Ygor Guillarte López
Yokogawa Mexico, Central America and Caribbean
View from the Top

Main Automation Contractor Philosophy

Wed, 01/25/2012 - 15:32

Q: How have you worked as a company to move from simply providing field instrument to creating value-added services and solutions for your clients?

A: We believe that the best way Yokogawa can serve the energy sector is to provide services oriented towards specific solutions. As strategic partner, we have to support our clients to manage the cultural change associated with the introduction of new solutions. Once great technologies are introduced, effciency begins to fall in the mid-term because applications were either never updated to reflect changes made in the process or simply due to a lack of maintenance. Organizationally, companies typically lack the skilled resources to dedicate a team to obtaining more from existing platforms or software.

Therefore, we are introducing performance-based services in order to manage such assets, to keep them up-to-date and up and running under optimum conditions. Yokogawa is also looking at introducing more advanced diagnostic tools in its systems, such as advanced gas chromatograph analysers that alert us when correlation is lost, so we can dispatch the certified technician to the plant to calibrate it to keep control algorithm to push for maximum performance. This will move to preventative solutions rather than corrective actions.

From the automation lifecycle perspective, one key aspect is to also make sure that the project is implemented in the correct manner. Yokogawa is recognized worldwide as a pioneer in introducing a new project execution methodology called Main Automation Contractor (MAC) in collaboration with companies such as Shell. MAC is a philosophy where Yokogawa acts as the master organizer of the different EPC contractors working on a project to guide them in their implementation of technology, under the direction of the client. In this contracting arrangement, Yokogawa participates early in the construction of a project to make sure that the right concepts, design and application are included, that processes are standardized, and that the project is executed properly. This concept creates savings at the end of the day, and also makes the operator more flexible in the long run. The main reason for this is that the end user receives an installation designed to be low-maintenance over time, and because projects are standardized, trained personnel can move from plant to plant, reliability and optimum performance is never compromised, all while lowering costs in several CAPEX areas.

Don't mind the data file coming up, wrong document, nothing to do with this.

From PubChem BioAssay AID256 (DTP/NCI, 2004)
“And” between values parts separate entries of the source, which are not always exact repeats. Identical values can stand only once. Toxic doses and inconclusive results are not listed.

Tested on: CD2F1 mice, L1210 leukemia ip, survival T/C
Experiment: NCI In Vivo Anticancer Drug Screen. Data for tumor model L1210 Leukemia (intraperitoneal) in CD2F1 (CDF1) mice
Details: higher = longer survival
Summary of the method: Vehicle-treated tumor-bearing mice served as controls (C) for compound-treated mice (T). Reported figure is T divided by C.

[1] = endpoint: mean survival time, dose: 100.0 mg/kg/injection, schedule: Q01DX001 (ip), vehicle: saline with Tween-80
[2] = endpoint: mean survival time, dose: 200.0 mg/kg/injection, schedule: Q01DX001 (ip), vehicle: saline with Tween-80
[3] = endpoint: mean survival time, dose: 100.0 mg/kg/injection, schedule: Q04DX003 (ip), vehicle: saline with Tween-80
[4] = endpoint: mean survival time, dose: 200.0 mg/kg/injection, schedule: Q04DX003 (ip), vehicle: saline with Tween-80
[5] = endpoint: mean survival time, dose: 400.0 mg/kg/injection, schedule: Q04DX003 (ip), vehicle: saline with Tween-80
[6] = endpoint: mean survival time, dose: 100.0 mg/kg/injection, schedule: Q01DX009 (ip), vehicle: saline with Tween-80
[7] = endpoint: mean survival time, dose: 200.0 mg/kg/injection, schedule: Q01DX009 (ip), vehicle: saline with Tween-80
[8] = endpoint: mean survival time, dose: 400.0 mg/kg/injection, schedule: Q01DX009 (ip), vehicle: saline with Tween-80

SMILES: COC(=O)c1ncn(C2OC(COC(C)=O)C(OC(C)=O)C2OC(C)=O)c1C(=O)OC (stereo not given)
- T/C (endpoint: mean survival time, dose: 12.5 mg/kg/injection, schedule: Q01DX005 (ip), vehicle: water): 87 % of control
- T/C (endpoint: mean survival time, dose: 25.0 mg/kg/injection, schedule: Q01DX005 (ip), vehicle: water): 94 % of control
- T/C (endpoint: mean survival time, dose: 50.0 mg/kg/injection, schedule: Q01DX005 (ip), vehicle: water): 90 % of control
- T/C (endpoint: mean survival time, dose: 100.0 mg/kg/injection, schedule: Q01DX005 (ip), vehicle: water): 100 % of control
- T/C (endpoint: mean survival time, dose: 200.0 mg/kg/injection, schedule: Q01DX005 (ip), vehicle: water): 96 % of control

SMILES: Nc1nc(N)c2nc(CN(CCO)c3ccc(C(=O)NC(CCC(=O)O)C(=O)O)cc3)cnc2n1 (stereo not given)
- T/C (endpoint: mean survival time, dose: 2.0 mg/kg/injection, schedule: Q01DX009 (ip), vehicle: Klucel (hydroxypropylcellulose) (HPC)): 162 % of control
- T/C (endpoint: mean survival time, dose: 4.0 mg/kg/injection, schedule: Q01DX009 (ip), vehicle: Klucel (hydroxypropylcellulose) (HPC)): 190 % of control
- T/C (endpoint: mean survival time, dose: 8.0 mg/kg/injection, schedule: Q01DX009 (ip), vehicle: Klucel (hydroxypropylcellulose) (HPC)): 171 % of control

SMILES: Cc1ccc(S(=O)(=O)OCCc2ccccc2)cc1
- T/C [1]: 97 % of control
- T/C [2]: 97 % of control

Pemex, as any other oil major, often relies on the contractors to do their engineering, procurement and construction (EPC). EPCs are awarded based on many different areas of specialty, but automation is rarely one of them. This makes automation one of the most risky and expensive areas for EPC contractors to deal with, whilst at the same time being one of the most important aspects of implementing a clean and effcient project. Automation typically represents 3%-7% of the total investment depending on the plant complexity. However, if automation is implemented incorrectly, projects like refineries fail to operate in the clean and effcient way in which they were originally designed. To prevent this suboptimal scenario, we offer EPCs our services on refinery or upstream projects to bundle all aspects of an automated system, from the safety functions, including analyser sampling systems and right measurement devices, all the way to enterprise production systems.